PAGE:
It will also allow employees to feel heard and seen, which is something that a lot of employees complain about. Over time, as you fix all the issues that arise in your workplace, injuries will reduce. And that’s some good news all organizations would love to hear.
6. Investigate All Workplace Injuries
It’s not good enough to have measures in place to take care of injured employees well. You also need to have a team in place who investigates all workplace injuries. They will need to figure out why injuries happened and how they could have been prevented.
Every time a workplace injury happens, this team needs to get on the investigation asap. The longer they wait before investigating, the more memories will become convoluted, and the more misinformation gathers.
And if you find that there is a particular workplace injury that keeps repeating, it’s time to stop that activity. Put measures in place to fix the problem asap, before continuing it.
7. Install a Protocol for Taking Care of Injured Employees
As soon as someone gets injured, you will want to have rules regarding who takes them to a medical center or hospital to get treatment and who deals with the aftermath of the workplace accident.
Realize that, despite misconceptions, most employees actually do want to come back to work asap. They don’t want to sit at home taking advantage of workplace compensation or some other benefit like that. So make sure you figure out with worker’s compensation leave to see how much time off the employee can take without consequences.
Evaluate the medical certificates to evaluate time off criteria and make sure it conforms to the laws in place. Allow employees to take sick or personal leave if they aren’t allowed to take leave under worker’s compensation or another similar statute.
Only a small percentage of employees will not want to come to work and will seek financial gain for their workplace injuries.
That’s why it’s important you have measures in place to help your employees come back to work as soon as they can. Thus, they won’t feel like they are being left behind or that they are falling behind on work.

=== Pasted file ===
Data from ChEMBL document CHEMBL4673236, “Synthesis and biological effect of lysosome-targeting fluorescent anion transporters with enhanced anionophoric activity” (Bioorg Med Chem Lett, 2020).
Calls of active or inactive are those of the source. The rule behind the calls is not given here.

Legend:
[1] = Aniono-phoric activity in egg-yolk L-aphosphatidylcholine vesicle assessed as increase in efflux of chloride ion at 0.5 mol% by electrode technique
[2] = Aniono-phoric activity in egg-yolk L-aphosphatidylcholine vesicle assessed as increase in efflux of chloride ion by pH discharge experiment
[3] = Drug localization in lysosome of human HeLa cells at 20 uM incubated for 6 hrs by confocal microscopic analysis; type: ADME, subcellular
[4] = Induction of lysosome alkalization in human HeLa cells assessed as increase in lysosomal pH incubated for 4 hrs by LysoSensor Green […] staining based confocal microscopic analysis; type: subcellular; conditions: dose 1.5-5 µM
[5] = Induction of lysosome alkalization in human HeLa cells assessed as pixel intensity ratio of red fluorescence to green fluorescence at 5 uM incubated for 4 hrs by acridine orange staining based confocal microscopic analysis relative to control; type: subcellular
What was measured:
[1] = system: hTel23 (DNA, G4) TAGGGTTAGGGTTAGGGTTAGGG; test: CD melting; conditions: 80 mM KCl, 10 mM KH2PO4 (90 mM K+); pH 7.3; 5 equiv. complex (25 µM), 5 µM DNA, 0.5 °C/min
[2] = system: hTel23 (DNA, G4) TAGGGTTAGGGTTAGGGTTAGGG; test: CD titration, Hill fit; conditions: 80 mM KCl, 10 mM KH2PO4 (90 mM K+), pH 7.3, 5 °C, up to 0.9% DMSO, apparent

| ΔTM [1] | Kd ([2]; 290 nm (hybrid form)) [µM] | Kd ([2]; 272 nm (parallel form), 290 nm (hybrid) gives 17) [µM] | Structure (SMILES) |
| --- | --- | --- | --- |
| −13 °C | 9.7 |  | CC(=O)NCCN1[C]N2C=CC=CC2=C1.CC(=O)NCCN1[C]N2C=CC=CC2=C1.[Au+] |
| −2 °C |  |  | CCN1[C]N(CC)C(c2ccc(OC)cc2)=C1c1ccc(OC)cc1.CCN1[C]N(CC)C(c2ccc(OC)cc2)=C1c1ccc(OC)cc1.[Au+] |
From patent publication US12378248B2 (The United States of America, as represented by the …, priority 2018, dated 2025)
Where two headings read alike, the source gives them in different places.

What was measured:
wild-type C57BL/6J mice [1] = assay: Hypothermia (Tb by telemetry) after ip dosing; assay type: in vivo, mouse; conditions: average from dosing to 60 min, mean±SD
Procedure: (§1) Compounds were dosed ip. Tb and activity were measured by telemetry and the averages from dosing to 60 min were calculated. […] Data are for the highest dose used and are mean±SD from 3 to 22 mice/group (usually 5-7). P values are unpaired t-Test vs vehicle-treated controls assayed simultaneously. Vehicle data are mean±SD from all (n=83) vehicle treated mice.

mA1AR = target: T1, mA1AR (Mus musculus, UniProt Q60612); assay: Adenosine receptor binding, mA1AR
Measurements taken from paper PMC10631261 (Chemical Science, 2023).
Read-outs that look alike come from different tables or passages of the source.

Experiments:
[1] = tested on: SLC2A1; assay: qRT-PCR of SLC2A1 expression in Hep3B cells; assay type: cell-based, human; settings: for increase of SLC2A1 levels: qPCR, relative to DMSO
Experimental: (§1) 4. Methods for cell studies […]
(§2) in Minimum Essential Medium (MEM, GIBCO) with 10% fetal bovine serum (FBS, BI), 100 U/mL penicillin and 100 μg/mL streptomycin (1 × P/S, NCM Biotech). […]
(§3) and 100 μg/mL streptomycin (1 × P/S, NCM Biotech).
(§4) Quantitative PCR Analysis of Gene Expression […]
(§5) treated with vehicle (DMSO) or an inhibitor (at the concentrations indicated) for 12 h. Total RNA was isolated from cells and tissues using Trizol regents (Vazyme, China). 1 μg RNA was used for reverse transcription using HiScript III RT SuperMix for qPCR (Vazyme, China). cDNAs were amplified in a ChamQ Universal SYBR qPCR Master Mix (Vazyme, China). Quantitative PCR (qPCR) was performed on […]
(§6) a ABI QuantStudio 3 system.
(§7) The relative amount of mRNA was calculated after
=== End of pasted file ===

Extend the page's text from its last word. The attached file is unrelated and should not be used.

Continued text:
Also, you will want to have measures in place to deal with all those employees who want to seek financial gain. This way, your business won’t go bankrupt because it had to pay out one employee for his/her workplace injury.
Make sure your existing policies aren’t too open-ended, so they can’t be abused. Also, keep your job descriptions up-to-date. Tighten up procedures so they protect you from lawsuits while still complying with any laws.
8. Stay Informed About the Latest Rules and Regulations
Ignorance is not bliss when it comes to workplace injuries. There are many rules and regulations in place in the United States to take care of injured employees.
Just because an employee isn’t able to perform their duties any longer, doesn’t mean that you can wash your hands off of them and terminate them. You need to provide reasonable accommodation to them, such as additional time off, or a transfer to another role, before deciding to terminate them.
Consider all your options before doing so. Your organization’s ignorance in the matter will not be considered enough excuse when the employee sues you for wrongful dismissal.
Stay informed on the Bermuda Triangle and workplace laws. That includes the state workers’ compensation statutes, the Family and Medical Leave Act (FMLA), and the Americans with Disabilities Act Amendments Act (ADAAA).
It might seem like it’s all too complicated. Not only is it meant to protect workers from inhumane workplace conditions, but it’s also meant to protect organizations from future lawsuits. The more information you can gather on these laws, the better off your organization will be.
Also, if you can reduce your workplace injuries to a minimum, this will entice employees to stick around, reduce employee turnover, and attract new employees to join your organization. You can use your low workplace injury stats as a marketing tactic to attract brilliant employees from all over the United States or even globally.
Bottom Line Is: Reduce Injured Employees At Your Workplace
Workplace injuries won’t reduce themselves. It requires organizations to put in a lot of work through regular training, protocols and measures, and a constant feedback loop from employees.
If you can follow all the tips laid out above, you will be well on your way to reducing injured employees in your organization. Don’t lose hope. Stay steady on this path to having a zero-injury workplace in the future.
Also, read through related articles on our website if you want to stay informed and learn more about this important subject matter.